I had always thought of myself as a new age woman. After all, I simultaneously juggled education, career and motherhood, believing that donning a Wonder Woman outfit on many days would have certainly been appropriate. I had grown up with a stay-at-home mother whose life appeared to me as a series of constant routine of cleaning, laundry and nightly meals. As a child, I remember that I was determined not to be regulated to such a fate. I would have my own money, make my own decisions and embrace both my freedom and my power. However, after much thought, I have come to a rather startling conclusion that I never really had any monopoly on being a new age woman. While it may be coined as “new age”, in retrospect, there is nothing really “new” about it at all.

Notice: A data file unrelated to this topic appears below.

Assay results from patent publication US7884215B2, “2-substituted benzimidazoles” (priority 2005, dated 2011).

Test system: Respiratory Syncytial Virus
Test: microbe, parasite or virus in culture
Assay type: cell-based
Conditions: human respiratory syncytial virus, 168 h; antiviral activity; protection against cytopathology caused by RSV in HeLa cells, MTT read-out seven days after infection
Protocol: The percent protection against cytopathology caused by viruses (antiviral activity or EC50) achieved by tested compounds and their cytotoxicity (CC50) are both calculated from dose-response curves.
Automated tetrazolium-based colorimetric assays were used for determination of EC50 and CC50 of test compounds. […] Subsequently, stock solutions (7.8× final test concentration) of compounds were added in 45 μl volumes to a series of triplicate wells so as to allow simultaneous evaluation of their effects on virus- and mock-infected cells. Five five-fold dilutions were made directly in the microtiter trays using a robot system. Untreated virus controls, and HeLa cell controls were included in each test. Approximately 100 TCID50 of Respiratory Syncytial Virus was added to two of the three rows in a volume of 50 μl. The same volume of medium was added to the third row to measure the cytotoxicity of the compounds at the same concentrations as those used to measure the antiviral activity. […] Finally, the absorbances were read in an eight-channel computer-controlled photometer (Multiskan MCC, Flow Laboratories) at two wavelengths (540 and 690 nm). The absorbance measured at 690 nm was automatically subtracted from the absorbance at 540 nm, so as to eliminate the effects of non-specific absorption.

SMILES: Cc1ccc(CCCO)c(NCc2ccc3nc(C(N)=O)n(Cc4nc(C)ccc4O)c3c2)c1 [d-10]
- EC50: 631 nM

Wednesday, March 28, 2012
Friday, March 23, 2012
In 2007, I lost someone I loved very much to cancer. From the date of diagnosis in June of that year until his death in August, it was a mad scramble to put his financial and emotional “house” in order. It was a difficult time for me, struggling with anticipatory grief and challenged by constant caretaking as his health and spirit declined. I was forced to participate in end-of-life decisions that we had not put a lot of thought into due to our middle age and plans for the future. Although it needed to be done, it was not the time to add more challenges to an already stressful situation.